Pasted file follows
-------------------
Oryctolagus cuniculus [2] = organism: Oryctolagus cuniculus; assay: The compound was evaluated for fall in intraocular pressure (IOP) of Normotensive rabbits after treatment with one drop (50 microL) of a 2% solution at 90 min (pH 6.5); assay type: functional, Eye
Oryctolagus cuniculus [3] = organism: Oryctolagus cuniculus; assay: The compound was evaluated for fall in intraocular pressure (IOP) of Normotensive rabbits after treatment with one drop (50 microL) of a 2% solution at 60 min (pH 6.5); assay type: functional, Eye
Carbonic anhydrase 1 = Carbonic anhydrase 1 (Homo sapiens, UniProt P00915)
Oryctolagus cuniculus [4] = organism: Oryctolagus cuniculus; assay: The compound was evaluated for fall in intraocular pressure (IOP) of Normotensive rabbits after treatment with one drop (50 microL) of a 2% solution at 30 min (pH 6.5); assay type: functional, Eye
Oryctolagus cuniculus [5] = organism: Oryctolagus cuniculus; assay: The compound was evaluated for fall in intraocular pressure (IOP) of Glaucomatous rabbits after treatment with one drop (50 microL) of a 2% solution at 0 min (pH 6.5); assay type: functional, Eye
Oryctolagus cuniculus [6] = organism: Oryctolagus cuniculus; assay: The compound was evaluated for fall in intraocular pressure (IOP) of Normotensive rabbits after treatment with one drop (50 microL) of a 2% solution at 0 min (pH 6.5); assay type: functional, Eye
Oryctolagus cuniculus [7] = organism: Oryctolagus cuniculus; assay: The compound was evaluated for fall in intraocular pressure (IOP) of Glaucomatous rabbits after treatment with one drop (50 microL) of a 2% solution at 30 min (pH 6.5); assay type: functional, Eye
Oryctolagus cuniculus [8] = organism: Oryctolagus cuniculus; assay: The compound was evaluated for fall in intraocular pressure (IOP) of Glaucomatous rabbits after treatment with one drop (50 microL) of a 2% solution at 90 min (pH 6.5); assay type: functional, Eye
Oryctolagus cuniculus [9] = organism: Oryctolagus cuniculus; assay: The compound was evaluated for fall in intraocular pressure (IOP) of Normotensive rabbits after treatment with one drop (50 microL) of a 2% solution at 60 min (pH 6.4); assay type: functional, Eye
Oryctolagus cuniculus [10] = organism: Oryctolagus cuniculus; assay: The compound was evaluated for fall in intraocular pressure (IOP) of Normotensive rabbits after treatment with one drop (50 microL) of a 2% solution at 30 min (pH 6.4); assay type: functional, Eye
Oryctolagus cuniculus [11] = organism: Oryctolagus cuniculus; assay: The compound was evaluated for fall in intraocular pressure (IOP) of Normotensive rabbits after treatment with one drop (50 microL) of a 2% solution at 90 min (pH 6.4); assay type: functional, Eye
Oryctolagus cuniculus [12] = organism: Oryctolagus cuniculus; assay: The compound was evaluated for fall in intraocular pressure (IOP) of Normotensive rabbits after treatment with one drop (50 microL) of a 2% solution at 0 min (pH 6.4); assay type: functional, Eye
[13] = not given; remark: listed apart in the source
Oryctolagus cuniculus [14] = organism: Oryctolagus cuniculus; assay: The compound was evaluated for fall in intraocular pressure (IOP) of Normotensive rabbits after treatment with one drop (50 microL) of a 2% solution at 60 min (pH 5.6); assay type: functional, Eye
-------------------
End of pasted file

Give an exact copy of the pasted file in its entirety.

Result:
Oryctolagus cuniculus [2] = organism: Oryctolagus cuniculus; assay: The compound was evaluated for fall in intraocular pressure (IOP) of Normotensive rabbits after treatment with one drop (50 microL) of a 2% solution at 90 min (pH 6.5); assay type: functional, Eye
Oryctolagus cuniculus [3] = organism: Oryctolagus cuniculus; assay: The compound was evaluated for fall in intraocular pressure (IOP) of Normotensive rabbits after treatment with one drop (50 microL) of a 2% solution at 60 min (pH 6.5); assay type: functional, Eye
Carbonic anhydrase 1 = Carbonic anhydrase 1 (Homo sapiens, UniProt P00915)
Oryctolagus cuniculus [4] = organism: Oryctolagus cuniculus; assay: The compound was evaluated for fall in intraocular pressure (IOP) of Normotensive rabbits after treatment with one drop (50 microL) of a 2% solution at 30 min (pH 6.5); assay type: functional, Eye
Oryctolagus cuniculus [5] = organism: Oryctolagus cuniculus; assay: The compound was evaluated for fall in intraocular pressure (IOP) of Glaucomatous rabbits after treatment with one drop (50 microL) of a 2% solution at 0 min (pH 6.5); assay type: functional, Eye
Oryctolagus cuniculus [6] = organism: Oryctolagus cuniculus; assay: The compound was evaluated for fall in intraocular pressure (IOP) of Normotensive rabbits after treatment with one drop (50 microL) of a 2% solution at 0 min (pH 6.5); assay type: functional, Eye
Oryctolagus cuniculus [7] = organism: Oryctolagus cuniculus; assay: The compound was evaluated for fall in intraocular pressure (IOP) of Glaucomatous rabbits after treatment with one drop (50 microL) of a 2% solution at 30 min (pH 6.5); assay type: functional, Eye
Oryctolagus cuniculus [8] = organism: Oryctolagus cuniculus; assay: The compound was evaluated for fall in intraocular pressure (IOP) of Glaucomatous rabbits after treatment with one drop (50 microL) of a 2% solution at 90 min (pH 6.5); assay type: functional, Eye
Oryctolagus cuniculus [9] = organism: Oryctolagus cuniculus; assay: The compound was evaluated for fall in intraocular pressure (IOP) of Normotensive rabbits after treatment with one drop (50 microL) of a 2% solution at 60 min (pH 6.4); assay type: functional, Eye
Oryctolagus cuniculus [10] = organism: Oryctolagus cuniculus; assay: The compound was evaluated for fall in intraocular pressure (IOP) of Normotensive rabbits after treatment with one drop (50 microL) of a 2% solution at 30 min (pH 6.4); assay type: functional, Eye
Oryctolagus cuniculus [11] = organism: Oryctolagus cuniculus; assay: The compound was evaluated for fall in intraocular pressure (IOP) of Normotensive rabbits after treatment with one drop (50 microL) of a 2% solution at 90 min (pH 6.4); assay type: functional, Eye
Oryctolagus cuniculus [12] = organism: Oryctolagus cuniculus; assay: The compound was evaluated for fall in intraocular pressure (IOP) of Normotensive rabbits after treatment with one drop (50 microL) of a 2% solution at 0 min (pH 6.4); assay type: functional, Eye
[13] = not given; remark: listed apart in the source
Oryctolagus cuniculus [14] = organism: Oryctolagus cuniculus; assay: The compound was evaluated for fall in intraocular pressure (IOP) of Normotensive rabbits after treatment with one drop (50 microL) of a 2% solution at 60 min (pH 5.6); assay type: functional, Eye